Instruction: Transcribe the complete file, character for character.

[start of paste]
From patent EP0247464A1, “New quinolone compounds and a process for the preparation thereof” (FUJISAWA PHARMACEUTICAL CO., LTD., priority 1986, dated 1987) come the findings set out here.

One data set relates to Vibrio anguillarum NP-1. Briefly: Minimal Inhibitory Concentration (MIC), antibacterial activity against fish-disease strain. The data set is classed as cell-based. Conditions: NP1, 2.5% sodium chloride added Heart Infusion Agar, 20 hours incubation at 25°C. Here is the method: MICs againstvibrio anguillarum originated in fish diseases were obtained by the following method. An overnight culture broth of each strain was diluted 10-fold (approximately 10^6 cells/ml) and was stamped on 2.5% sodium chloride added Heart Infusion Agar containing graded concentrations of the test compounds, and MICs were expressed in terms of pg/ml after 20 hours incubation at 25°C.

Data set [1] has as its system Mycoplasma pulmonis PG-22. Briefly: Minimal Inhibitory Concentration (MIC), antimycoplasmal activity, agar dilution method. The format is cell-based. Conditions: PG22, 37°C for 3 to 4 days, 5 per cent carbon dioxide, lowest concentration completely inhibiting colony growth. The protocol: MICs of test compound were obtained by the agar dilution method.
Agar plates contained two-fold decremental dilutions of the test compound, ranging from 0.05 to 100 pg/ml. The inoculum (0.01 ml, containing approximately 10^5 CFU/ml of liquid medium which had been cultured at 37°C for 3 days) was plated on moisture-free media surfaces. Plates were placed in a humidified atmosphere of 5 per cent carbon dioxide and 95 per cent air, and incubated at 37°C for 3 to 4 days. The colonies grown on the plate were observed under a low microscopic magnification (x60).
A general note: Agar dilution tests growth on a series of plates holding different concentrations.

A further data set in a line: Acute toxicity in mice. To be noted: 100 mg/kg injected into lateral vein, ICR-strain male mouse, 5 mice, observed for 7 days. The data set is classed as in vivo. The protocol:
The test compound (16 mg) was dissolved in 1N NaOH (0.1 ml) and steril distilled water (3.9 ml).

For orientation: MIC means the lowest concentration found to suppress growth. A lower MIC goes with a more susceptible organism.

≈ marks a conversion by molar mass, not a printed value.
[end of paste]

From patent EP0247464A1, “New quinolone compounds and a process for the preparation thereof” (FUJISAWA PHARMACEUTICAL CO., LTD., priority 1986, dated 1987) come the findings set out here.

One data set relates to Vibrio anguillarum NP-1. Briefly: Minimal Inhibitory Concentration (MIC), antibacterial activity against fish-disease strain. The data set is classed as cell-based. Conditions: NP1, 2.5% sodium chloride added Heart Infusion Agar, 20 hours incubation at 25°C. Here is the method: MICs againstvibrio anguillarum originated in fish diseases were obtained by the following method. An overnight culture broth of each strain was diluted 10-fold (approximately 10^6 cells/ml) and was stamped on 2.5% sodium chloride added Heart Infusion Agar containing graded concentrations of the test compounds, and MICs were expressed in terms of pg/ml after 20 hours incubation at 25°C.

Data set [1] has as its system Mycoplasma pulmonis PG-22. Briefly: Minimal Inhibitory Concentration (MIC), antimycoplasmal activity, agar dilution method. The format is cell-based. Conditions: PG22, 37°C for 3 to 4 days, 5 per cent carbon dioxide, lowest concentration completely inhibiting colony growth. The protocol: MICs of test compound were obtained by the agar dilution method.
Agar plates contained two-fold decremental dilutions of the test compound, ranging from 0.05 to 100 pg/ml. The inoculum (0.01 ml, containing approximately 10^5 CFU/ml of liquid medium which had been cultured at 37°C for 3 days) was plated on moisture-free media surfaces. Plates were placed in a humidified atmosphere of 5 per cent carbon dioxide and 95 per cent air, and incubated at 37°C for 3 to 4 days. The colonies grown on the plate were observed under a low microscopic magnification (x60).
A general note: Agar dilution tests growth on a series of plates holding different concentrations.

A further data set in a line: Acute toxicity in mice. To be noted: 100 mg/kg injected into lateral vein, ICR-strain male mouse, 5 mice, observed for 7 days. The data set is classed as in vivo. The protocol:
The test compound (16 mg) was dissolved in 1N NaOH (0.1 ml) and steril distilled water (3.9 ml).

For orientation: MIC means the lowest concentration found to suppress growth. A lower MIC goes with a more susceptible organism.

≈ marks a conversion by molar mass, not a printed value.